In 1960, English primatologist Jane Goodall made her first trek into what was then the little-known world of wild chimpanzees. Traveling to what’s now Tanzania’s Gombe Stream National Park, 13.5 square miles of jungle habitat consisting of steep slopes and river valleys, Goodall found herself among dozens of these great apes, familiarizing herself with their movements, diet and habitat. Then in October of that year, she made a truly monumental discovery. Chimpanzees, Goodall realized, have the ability to both make and use tools.
Goodall watched as a chimpanzee that she’d named David Greybeard stripped leaves off a twig, and then used that twig to essentially “fish” for termites. Greybeard would lower the twig into a mound and then, once the tiny insects climbed onto it, remove the stick and eat the termites. It was an ingenious form of tool-making — a skill that, up until that moment, was thought to be a strictly human trait.
While tool use and construction aren’t prevalent sills among most of the world’s wildlife, we now know that dozens of animal species make use of extraneous objects to forage for food, scratch itches and solve problems they encounter. This includes elephants, sea otters and at least 32 types of monkeys. Take crows, which are known for their intelligence. These birds use a variety of tools such as sticks, stones and even their own feathers to search for grubs, while bearded capuchin monkeys fashion logs and boulders into “anvils,” or what are basically flattened surfaces they can use to hammer open palm nuts.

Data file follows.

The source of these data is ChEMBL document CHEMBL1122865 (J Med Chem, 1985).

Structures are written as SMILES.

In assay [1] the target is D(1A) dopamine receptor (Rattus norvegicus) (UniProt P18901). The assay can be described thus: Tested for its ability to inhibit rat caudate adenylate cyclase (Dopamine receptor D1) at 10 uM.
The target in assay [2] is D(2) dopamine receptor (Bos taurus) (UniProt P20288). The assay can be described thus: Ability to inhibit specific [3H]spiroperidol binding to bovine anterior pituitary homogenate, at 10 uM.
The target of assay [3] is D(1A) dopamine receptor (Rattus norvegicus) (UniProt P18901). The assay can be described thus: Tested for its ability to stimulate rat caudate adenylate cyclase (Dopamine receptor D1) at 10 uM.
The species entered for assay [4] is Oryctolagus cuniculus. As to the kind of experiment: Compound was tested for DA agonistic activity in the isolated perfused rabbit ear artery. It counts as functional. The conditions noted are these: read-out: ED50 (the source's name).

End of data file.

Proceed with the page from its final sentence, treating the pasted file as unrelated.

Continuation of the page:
Much like humans, animals are influenced by their local environment, and behaviors vary according to region. This means that while dolphins in Pacific waters might use sponges to protect their rostrum (aka snout) while skimming the ocean floor for food, the same Carribean-residing species might not need the extra shielding. Tools are used for a specific purpose, whether to catch prey or cross a swampy river, and depending on the ecosystem, local wildlife often learns how to craft and utilize tools from their elders or peers.
Here are seven animals that use tools, as well as where you can see them in the wild with Natural Habitat Adventures.
Seven Animals That Use Tools
From the gorillas of Uganda to Borneo’s orangutans, these animals are as intelligent and impressive as they come.